What is there NOT to say about the BioParc? I have friends who recommended visiting and they were right. When I went to this incredible state-of-the-art zoo, I was blown away by the number of exhibits, animals, and habitats. The entrance price is reasonable for a single person, and the annual pass pays for itself if you visit the zoo three times a year (at minimum). To enter the park, you must cross a bridge that spans the Turia riverbed, and the view of the city from the bridge is stunning on a pleasant clear day.
Much of the exhibit is African animals, and I have to admit that beyond things like elephants and lions, my knowledge of African animals is minimal. This was a learning adventure, to be sure. The different zones of the exhibit emphasize Africa, but there are also other animal exhibits from throughout the world. One thing about this zoo is that you can get much closer to many of the animals, such as the lemurs that were sleeping in the trees above the walkway, and the giraffes that looked at you eye-to-eye.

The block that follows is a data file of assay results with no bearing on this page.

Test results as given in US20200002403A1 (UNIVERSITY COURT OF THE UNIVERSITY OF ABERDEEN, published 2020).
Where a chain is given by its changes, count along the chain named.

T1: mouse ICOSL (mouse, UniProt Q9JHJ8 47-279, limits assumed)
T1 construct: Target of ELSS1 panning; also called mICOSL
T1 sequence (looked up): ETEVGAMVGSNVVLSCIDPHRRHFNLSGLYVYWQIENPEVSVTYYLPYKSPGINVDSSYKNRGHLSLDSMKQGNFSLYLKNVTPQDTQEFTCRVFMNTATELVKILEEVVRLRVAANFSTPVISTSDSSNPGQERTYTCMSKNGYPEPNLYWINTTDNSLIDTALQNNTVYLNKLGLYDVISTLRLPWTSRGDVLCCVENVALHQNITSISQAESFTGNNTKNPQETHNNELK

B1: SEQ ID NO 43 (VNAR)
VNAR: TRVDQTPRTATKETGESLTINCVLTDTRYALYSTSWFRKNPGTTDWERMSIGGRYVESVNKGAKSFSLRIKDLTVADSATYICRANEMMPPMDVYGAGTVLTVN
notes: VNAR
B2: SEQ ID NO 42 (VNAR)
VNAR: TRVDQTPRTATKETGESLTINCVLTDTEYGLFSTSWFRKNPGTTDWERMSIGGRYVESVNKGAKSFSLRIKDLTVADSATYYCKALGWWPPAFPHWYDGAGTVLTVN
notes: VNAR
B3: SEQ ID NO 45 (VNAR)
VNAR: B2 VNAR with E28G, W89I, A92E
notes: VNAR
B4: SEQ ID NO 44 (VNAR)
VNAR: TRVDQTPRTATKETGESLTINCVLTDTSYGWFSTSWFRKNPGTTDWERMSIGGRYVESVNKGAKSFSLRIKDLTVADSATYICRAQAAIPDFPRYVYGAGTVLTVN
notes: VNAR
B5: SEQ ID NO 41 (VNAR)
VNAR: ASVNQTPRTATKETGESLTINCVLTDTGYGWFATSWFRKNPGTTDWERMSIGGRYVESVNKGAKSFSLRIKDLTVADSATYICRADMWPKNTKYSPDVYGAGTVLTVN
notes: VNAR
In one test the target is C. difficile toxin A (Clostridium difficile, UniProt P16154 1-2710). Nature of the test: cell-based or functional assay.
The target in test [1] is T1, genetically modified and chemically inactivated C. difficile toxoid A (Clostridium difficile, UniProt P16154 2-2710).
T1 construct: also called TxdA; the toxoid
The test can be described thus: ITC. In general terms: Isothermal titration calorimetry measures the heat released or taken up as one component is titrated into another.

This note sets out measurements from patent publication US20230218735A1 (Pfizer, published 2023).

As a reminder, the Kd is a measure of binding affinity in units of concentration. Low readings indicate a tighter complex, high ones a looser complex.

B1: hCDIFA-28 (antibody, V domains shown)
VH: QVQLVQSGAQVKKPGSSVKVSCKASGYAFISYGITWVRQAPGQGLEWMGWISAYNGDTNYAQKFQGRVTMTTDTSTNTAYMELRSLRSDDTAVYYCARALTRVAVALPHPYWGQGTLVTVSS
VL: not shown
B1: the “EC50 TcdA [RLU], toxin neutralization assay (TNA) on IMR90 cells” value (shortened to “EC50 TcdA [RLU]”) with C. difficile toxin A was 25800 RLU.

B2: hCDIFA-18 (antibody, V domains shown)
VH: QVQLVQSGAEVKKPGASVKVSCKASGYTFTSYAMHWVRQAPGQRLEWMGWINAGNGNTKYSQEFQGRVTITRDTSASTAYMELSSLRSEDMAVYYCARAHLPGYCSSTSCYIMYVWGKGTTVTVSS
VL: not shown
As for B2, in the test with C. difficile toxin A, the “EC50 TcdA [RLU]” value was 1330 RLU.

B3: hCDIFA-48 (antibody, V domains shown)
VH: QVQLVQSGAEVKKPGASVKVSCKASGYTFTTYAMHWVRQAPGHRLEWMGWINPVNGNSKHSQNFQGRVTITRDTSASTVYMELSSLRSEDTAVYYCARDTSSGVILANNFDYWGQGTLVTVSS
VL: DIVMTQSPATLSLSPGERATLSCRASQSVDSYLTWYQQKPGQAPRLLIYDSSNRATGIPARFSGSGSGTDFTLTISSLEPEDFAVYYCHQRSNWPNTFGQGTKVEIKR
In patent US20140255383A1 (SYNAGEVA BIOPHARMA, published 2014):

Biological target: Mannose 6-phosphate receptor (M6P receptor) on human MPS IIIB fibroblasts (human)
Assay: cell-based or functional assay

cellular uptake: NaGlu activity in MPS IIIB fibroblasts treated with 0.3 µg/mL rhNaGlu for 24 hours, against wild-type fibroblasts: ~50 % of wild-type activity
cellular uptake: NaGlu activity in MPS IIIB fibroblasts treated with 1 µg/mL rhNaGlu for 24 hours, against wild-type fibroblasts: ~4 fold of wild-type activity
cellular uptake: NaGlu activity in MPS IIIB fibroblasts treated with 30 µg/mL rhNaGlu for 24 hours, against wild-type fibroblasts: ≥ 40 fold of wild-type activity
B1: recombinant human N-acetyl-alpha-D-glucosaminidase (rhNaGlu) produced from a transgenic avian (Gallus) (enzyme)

The BioParc is on the east end of the Turia riverbed, and is surrounded by a number of buildings and shopping areas. One such area is Carrefour, a French-based shopping store/center that is somewhere between a Walmart, a Sam’s Club, and a Corte Ingles. Large and small electronics, books, household appliances, cellphone services, banking, and one of the freshest and largest food shopping areas I have ever seen were all under one roof. Plus, there is a full restaurant (go for the cheese tortellini if it’s available) that was very vegetarian-friendly. The largest meal of the Spanish day is the comida, which is about 2:00 PM, and is followed by a siesta.
After walking for two hours in the Bioparc, speaking almost exclusively in Spanish, a mound of tortellini, a full plate of incredible vegetables, and a dessert, I needed a nap.
This little guy was about the size of a medium-sized dog. He was as adorable as he looks here!